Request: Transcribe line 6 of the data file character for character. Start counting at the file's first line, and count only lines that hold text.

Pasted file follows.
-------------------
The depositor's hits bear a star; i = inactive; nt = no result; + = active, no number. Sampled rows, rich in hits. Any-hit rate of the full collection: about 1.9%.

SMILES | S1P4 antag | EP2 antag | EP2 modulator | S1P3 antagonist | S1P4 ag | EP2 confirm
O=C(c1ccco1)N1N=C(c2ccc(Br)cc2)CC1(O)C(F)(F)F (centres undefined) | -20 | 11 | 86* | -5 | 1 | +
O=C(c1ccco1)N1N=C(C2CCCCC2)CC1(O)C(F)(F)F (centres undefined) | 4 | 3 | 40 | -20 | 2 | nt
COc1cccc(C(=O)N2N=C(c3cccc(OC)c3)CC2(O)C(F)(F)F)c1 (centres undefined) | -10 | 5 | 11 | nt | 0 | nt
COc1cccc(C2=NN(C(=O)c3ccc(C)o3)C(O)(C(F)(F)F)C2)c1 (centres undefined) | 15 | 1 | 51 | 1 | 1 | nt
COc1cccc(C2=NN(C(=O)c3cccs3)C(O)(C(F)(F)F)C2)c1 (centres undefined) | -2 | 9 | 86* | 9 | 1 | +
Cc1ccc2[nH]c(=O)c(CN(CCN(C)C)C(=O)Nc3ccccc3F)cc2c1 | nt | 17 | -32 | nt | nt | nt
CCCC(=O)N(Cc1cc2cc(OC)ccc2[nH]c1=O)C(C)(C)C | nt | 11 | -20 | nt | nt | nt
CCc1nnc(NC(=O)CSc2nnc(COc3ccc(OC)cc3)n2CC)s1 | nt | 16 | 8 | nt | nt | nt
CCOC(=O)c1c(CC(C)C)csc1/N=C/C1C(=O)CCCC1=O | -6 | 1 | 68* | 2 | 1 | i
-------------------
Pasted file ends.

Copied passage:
COc1cccc(C2=NN(C(=O)c3ccc(C)o3)C(O)(C(F)(F)F)C2)c1 (centres undefined) | 15 | 1 | 51 | 1 | 1 | nt